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U.S. Judge to Hear Bear Attack Case

August 18, 1986|From Associated Press

A federal judge plans to hear arguments in Los Angeles later this month in a case brought by two Californians who blame the National Park Service for a grizzly bear mauling they suffered in Glacier National Park in Montana.

The case of Hilligoss and Lordan vs. the United States is scheduled before U.S. District Judge Edward Rafeedie Aug. 26.

On Sept. 4, 1984, Frances Lordan and Rob Hilligoss of Atherton were hiking near Fifty Mountain Campground, about 10 miles south of the Canadian border, when they were surprised by a grizzly that charged and attacked both visitors before fleeing.

Lordan, a model, suffered severe leg and shoulder wounds and was hospitalized in Kalispell, Mont., for more than a week. Hilligoss suffered multiple cuts and bruises but wasn't seriously hurt.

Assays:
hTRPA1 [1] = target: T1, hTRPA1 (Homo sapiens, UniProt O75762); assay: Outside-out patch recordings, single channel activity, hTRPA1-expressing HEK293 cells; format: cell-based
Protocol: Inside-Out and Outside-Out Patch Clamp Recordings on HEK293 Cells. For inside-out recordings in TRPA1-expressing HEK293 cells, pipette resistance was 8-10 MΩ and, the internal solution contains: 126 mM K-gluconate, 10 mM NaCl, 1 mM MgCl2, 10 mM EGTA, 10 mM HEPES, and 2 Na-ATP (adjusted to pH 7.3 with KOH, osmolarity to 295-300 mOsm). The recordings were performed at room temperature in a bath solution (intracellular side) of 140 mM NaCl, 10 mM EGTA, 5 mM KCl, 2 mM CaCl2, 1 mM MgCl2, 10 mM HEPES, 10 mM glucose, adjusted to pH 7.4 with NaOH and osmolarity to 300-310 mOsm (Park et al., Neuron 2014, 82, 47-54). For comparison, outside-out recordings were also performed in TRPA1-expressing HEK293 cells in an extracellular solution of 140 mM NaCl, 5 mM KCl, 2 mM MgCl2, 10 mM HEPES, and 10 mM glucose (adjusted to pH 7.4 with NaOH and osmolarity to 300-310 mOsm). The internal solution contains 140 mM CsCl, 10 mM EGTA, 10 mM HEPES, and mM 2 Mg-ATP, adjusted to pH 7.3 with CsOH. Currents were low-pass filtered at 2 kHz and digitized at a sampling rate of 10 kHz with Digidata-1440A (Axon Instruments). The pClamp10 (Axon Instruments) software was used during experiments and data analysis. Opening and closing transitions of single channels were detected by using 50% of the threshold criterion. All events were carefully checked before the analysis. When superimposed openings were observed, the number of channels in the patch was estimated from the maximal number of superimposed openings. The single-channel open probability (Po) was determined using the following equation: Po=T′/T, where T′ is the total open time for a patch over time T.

Later that fall, they filed a claim against the Interior Department for more than $1 million each. They alleged the park was negligent by failing to warn of the personal danger that grizzly bears can pose, and claimed further that the attacking bear had been tranquilized with PCP, a drug that causes antisocial behavior in humans.

The government rejected the claim.

Interior attorneys argued that the couple received ample warning of the threat of grizzly bear attack and the bear had never been tranquilized with any drug, let alone with one used only twice in Glacier's history.

When the lawsuit was filed on July 3, 1985, the couple repeated the complaint of inadequate warning, and suggested tranquilizers had contributed to the problem. They did not allege the specific use of PCP, however.

Unlike the original tort claim, the lawsuit does not ask specific damages but instead calls for redress "in excess of $10,000."

The trial has been split into two phases: Liability and damages. If Lordan and Hilligoss can convince Rafeedie that the National Park Service was responsible for their injuries, then the trial will recess so the government has time to prepare arguments about the damage award, Silver said.

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